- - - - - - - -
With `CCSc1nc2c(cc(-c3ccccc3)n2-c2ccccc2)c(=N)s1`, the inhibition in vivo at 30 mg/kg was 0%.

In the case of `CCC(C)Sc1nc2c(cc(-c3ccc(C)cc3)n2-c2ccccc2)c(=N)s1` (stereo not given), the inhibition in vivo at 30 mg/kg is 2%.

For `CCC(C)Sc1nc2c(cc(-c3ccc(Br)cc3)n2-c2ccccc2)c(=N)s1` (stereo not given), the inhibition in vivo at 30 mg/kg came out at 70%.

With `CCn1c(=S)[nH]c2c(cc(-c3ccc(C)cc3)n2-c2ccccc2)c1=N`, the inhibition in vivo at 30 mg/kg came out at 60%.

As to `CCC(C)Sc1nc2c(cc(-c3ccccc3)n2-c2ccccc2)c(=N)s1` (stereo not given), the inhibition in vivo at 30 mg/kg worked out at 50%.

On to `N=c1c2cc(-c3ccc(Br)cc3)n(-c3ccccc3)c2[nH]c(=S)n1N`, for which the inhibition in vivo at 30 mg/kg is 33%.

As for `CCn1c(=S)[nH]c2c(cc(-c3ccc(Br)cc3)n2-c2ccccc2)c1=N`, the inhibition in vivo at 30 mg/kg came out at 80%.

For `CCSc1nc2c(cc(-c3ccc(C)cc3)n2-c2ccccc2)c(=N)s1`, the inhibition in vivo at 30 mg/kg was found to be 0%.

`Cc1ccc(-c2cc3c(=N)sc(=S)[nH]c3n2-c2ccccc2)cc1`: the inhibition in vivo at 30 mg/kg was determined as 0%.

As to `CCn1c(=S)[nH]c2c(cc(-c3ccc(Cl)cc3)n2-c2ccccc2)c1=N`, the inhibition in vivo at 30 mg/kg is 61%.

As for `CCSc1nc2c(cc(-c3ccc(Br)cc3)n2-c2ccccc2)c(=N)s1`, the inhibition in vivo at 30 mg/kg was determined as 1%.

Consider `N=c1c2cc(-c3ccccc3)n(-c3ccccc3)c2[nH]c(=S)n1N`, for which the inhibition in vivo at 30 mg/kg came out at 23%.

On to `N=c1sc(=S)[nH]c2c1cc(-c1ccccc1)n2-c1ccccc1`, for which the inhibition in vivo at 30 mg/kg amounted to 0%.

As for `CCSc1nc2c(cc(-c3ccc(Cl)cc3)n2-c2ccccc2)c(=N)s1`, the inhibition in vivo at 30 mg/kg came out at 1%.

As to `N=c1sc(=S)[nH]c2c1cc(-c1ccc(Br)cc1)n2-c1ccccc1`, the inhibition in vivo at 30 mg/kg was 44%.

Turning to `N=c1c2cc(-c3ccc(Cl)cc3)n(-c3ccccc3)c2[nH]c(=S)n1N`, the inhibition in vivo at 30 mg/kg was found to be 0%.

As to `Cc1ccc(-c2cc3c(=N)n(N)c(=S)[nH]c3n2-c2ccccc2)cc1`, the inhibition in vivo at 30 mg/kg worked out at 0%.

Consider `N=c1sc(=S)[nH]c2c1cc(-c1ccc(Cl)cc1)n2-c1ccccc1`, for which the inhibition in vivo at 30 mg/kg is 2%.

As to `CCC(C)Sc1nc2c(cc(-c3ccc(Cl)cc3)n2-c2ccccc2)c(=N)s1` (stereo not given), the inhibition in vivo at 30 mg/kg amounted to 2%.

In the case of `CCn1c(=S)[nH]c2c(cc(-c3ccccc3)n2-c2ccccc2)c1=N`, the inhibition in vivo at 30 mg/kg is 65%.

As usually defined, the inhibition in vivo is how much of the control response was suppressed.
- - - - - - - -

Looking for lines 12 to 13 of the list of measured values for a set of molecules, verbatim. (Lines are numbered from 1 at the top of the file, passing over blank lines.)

Consider `N=c1c2cc(-c3ccccc3)n(-c3ccccc3)c2[nH]c(=S)n1N`, for which the inhibition in vivo at 30 mg/kg came out at 23%.

On to `N=c1sc(=S)[nH]c2c1cc(-c1ccccc1)n2-c1ccccc1`, for which the inhibition in vivo at 30 mg/kg amounted to 0%.